Some assumptions are that Fbot was created by someone trying to eliminate mining malware botnets but there is some evidence of more sinister motives. Netlab 360 found that Fbot has a strong connection to the Satori botnet; based on domain names that use the same registration email. Satori is a malicious botnet that has infected hundreds of thousands of computers.

If true, then Fbot might be produced by Satori to eliminate competition, since competing botnets on a single device results in less than optimal mining revenue.

Regardless of the intentions, the idea of a botnet destroying other botnets could be deployed by white hat hackers to finally curtail the growing crypto mining malware problem.


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Crypto Mining Malware on the Rise as Ransomware Declines

A new study by Kaspersky Lab has found that incidents of cryptocurrency related ransomware declined 30% since 2016 from 2.58 million to 1.81 million, while simultaneously cryptocurrency mining malware incidents have risen 44.5% from 1.9 million to 2.74 million. Kaspersky Lab suspects that there is a direct causation between these statistics, they say cybercriminals have turned their backs on ransomware and are embracing cryptocurrency mining. This is because cryptocurrency mining malware supplies botnet masters with a consistent long-term income, as opposed to one-off rewards from ransomware that are much less frequent and come with much higher legal risk.

The main reason crypto mining malware is overtaking ransomware is because Bitcoin and cryptocurrency prices have gone up 1,000% since last year. This price increase has made it possible for hackers to make an easy living off a crypto mining malware botnet. Now they can infect 10 times fewer computers and make the same profits.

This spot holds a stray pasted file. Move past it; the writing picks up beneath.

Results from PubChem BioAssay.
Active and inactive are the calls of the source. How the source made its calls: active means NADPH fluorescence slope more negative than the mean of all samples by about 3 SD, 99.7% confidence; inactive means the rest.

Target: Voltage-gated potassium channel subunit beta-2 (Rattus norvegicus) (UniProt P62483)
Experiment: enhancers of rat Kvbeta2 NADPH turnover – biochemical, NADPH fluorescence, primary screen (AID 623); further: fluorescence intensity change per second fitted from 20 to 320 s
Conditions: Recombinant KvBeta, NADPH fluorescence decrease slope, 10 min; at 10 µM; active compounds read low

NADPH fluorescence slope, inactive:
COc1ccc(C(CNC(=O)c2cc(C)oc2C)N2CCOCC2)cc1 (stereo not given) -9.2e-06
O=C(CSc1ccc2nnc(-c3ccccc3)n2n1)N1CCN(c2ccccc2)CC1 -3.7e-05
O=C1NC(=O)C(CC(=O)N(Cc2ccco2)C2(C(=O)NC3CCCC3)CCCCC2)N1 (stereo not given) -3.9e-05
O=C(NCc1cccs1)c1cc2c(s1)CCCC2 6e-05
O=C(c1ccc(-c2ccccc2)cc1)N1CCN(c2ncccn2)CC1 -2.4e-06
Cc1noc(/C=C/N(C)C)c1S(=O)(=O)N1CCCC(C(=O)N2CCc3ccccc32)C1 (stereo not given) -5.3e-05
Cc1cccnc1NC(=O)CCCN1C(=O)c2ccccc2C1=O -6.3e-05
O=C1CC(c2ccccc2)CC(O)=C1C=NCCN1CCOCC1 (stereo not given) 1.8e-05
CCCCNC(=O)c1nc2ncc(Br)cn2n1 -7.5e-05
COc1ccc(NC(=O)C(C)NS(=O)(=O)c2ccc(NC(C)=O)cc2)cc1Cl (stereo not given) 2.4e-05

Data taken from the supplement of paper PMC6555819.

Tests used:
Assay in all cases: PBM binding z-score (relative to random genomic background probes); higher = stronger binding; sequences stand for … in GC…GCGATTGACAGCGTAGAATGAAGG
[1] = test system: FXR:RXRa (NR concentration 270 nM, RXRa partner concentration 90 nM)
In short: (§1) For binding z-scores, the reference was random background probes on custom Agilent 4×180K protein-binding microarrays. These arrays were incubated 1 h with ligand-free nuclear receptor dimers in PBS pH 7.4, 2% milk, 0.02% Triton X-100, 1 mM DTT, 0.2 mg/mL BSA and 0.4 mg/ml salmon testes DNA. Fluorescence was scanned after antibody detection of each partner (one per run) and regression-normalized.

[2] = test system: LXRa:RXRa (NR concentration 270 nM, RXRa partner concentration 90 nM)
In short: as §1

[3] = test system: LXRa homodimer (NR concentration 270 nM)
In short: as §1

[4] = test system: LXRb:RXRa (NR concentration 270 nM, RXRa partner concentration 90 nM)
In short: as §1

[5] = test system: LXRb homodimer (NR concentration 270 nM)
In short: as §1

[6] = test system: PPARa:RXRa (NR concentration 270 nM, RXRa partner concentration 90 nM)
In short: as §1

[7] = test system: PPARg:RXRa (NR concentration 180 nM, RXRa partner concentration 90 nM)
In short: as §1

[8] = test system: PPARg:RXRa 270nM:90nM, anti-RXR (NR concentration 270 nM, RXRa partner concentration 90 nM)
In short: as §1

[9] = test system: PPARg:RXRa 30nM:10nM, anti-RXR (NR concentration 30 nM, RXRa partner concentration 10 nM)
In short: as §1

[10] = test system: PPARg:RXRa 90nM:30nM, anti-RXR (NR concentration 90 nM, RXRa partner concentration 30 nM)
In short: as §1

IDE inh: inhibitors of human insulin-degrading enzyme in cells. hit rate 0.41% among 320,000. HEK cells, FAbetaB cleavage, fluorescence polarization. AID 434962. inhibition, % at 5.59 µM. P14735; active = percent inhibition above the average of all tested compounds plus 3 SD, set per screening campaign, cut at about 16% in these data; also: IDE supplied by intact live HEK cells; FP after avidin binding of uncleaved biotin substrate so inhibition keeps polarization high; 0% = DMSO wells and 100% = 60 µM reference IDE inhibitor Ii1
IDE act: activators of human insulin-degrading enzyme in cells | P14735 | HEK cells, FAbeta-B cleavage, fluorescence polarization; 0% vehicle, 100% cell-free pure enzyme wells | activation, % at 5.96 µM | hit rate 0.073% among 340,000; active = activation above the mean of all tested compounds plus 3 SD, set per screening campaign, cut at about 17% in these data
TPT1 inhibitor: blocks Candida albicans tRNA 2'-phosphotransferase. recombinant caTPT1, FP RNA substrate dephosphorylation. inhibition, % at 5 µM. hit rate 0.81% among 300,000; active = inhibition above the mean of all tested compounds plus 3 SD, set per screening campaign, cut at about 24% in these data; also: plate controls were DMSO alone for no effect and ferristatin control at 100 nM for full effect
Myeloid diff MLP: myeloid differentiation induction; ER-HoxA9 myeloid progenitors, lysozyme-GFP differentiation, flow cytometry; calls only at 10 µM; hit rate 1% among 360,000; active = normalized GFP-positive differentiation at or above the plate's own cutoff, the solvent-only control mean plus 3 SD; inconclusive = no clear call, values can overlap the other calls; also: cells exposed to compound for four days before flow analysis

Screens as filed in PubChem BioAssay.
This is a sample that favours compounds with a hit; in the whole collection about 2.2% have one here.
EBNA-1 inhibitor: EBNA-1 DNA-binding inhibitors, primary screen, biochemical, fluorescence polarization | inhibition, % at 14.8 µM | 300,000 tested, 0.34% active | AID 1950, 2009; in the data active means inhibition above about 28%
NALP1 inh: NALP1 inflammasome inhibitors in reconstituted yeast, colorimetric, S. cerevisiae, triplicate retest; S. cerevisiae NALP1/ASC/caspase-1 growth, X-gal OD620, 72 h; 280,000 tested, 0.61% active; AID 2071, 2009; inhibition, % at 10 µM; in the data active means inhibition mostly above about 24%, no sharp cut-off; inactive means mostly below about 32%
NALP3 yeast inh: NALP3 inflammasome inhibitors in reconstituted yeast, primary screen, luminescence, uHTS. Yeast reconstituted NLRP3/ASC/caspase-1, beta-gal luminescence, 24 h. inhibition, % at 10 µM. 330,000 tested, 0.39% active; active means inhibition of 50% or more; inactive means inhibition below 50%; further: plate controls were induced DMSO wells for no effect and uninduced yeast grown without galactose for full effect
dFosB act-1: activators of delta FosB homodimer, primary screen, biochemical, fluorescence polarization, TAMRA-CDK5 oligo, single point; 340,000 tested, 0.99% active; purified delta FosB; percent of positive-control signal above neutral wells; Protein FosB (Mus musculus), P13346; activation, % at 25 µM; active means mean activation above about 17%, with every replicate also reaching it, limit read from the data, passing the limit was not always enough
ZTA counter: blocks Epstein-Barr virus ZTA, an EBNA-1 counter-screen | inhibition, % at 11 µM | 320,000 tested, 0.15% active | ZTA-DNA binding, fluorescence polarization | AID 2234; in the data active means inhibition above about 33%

Cryptocurrency mining malware harnesses the processing power of an infected computer to generate cryptocurrency via the proof of work (PoW) algorithm. While mining cryptocurrency with a CPU or GPU is mostly obsolete at this point, it can be very profitable for botnet masters who are mining with hundreds or thousands of computers at once and not paying for electricity. All they have to do is create a script that uploads a cryptocurrency miner to a computer and sends the profits to a cryptocurrency address they control, and then spread the file. Often they spoof files to look like movies or popular software and put them on peer to peer torrent sites. When a user downloads the spoofed file nothing happens from their perspective, but the miner downloads in the background.

The unfortunate side effect of crypto mining malware is that a computer’s fan will tend to be on all the time, causing lots of noise, and even with constant fan usage, the computer can still overheat, shortening its lifespan. Also, an infected computer will use much more electricity than normal, directly causing loss of money for the victim, although probably not enough of a difference to notice on the bill.

All things considered though, crypto mining malware is not as bad as ransomware. A keen computer user can simply monitor the running processes on their computer to spot the mining malware and then delete it. Quite the contrary, ransomware seizes up the entire computer, and in the best case scenario, a user has to wipe the whole computer clean. In the worst case scenario, if they need their files, they have to actually pay the ransom to unlock their computer. Hackers design crypto mining malware so it runs quietly in the background, they want their victims to be able to use their computers smoothly so the mining malware stays running long term.